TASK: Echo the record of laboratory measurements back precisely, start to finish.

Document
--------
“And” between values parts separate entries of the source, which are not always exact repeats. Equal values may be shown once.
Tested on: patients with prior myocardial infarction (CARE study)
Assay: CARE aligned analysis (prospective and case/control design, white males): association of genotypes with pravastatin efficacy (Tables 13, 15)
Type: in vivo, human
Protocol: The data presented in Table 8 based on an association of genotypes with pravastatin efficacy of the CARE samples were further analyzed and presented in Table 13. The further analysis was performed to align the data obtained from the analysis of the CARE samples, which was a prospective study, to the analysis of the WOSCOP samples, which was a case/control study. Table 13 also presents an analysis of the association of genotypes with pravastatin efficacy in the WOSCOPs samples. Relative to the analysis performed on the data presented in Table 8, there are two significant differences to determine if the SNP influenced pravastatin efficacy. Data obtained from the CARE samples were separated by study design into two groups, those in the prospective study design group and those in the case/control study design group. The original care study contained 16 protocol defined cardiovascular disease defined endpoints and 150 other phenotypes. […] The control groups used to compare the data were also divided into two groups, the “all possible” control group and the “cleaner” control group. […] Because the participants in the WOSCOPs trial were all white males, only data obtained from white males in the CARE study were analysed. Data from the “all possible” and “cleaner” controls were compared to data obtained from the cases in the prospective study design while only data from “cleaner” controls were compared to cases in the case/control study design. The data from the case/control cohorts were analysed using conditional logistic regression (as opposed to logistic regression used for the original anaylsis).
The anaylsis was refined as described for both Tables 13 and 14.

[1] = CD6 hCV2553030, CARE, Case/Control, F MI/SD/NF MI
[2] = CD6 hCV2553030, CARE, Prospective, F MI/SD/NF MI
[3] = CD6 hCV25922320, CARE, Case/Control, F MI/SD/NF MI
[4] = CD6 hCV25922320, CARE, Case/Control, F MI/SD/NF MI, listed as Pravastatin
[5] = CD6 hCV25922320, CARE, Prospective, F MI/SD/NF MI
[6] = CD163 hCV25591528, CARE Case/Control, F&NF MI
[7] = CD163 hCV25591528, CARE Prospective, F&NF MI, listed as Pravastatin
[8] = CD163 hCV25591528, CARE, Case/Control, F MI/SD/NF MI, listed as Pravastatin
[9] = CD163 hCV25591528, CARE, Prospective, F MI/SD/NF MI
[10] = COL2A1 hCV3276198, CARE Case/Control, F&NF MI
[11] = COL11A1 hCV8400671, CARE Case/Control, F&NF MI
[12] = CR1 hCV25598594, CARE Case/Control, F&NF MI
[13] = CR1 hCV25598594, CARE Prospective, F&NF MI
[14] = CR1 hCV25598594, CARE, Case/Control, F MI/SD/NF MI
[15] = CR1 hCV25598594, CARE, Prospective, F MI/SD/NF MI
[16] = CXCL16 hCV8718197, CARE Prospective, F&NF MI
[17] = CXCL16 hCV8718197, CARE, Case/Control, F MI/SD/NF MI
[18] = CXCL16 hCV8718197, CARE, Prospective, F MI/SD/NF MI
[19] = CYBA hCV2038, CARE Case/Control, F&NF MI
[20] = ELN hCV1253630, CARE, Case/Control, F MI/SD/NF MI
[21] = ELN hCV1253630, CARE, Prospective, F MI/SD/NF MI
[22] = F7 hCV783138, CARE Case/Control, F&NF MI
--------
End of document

“And” between values parts separate entries of the source, which are not always exact repeats. Equal values may be shown once.
Tested on: patients with prior myocardial infarction (CARE study)
Assay: CARE aligned analysis (prospective and case/control design, white males): association of genotypes with pravastatin efficacy (Tables 13, 15)
Type: in vivo, human
Protocol: The data presented in Table 8 based on an association of genotypes with pravastatin efficacy of the CARE samples were further analyzed and presented in Table 13. The further analysis was performed to align the data obtained from the analysis of the CARE samples, which was a prospective study, to the analysis of the WOSCOP samples, which was a case/control study. Table 13 also presents an analysis of the association of genotypes with pravastatin efficacy in the WOSCOPs samples. Relative to the analysis performed on the data presented in Table 8, there are two significant differences to determine if the SNP influenced pravastatin efficacy. Data obtained from the CARE samples were separated by study design into two groups, those in the prospective study design group and those in the case/control study design group. The original care study contained 16 protocol defined cardiovascular disease defined endpoints and 150 other phenotypes. […] The control groups used to compare the data were also divided into two groups, the “all possible” control group and the “cleaner” control group. […] Because the participants in the WOSCOPs trial were all white males, only data obtained from white males in the CARE study were analysed. Data from the “all possible” and “cleaner” controls were compared to data obtained from the cases in the prospective study design while only data from “cleaner” controls were compared to cases in the case/control study design. The data from the case/control cohorts were analysed using conditional logistic regression (as opposed to logistic regression used for the original anaylsis).
The anaylsis was refined as described for both Tables 13 and 14.

[1] = CD6 hCV2553030, CARE, Case/Control, F MI/SD/NF MI
[2] = CD6 hCV2553030, CARE, Prospective, F MI/SD/NF MI
[3] = CD6 hCV25922320, CARE, Case/Control, F MI/SD/NF MI
[4] = CD6 hCV25922320, CARE, Case/Control, F MI/SD/NF MI, listed as Pravastatin
[5] = CD6 hCV25922320, CARE, Prospective, F MI/SD/NF MI
[6] = CD163 hCV25591528, CARE Case/Control, F&NF MI
[7] = CD163 hCV25591528, CARE Prospective, F&NF MI, listed as Pravastatin
[8] = CD163 hCV25591528, CARE, Case/Control, F MI/SD/NF MI, listed as Pravastatin
[9] = CD163 hCV25591528, CARE, Prospective, F MI/SD/NF MI
[10] = COL2A1 hCV3276198, CARE Case/Control, F&NF MI
[11] = COL11A1 hCV8400671, CARE Case/Control, F&NF MI
[12] = CR1 hCV25598594, CARE Case/Control, F&NF MI
[13] = CR1 hCV25598594, CARE Prospective, F&NF MI
[14] = CR1 hCV25598594, CARE, Case/Control, F MI/SD/NF MI
[15] = CR1 hCV25598594, CARE, Prospective, F MI/SD/NF MI
[16] = CXCL16 hCV8718197, CARE Prospective, F&NF MI
[17] = CXCL16 hCV8718197, CARE, Case/Control, F MI/SD/NF MI
[18] = CXCL16 hCV8718197, CARE, Prospective, F MI/SD/NF MI
[19] = CYBA hCV2038, CARE Case/Control, F&NF MI
[20] = ELN hCV1253630, CARE, Case/Control, F MI/SD/NF MI
[21] = ELN hCV1253630, CARE, Prospective, F MI/SD/NF MI
[22] = F7 hCV783138, CARE Case/Control, F&NF MI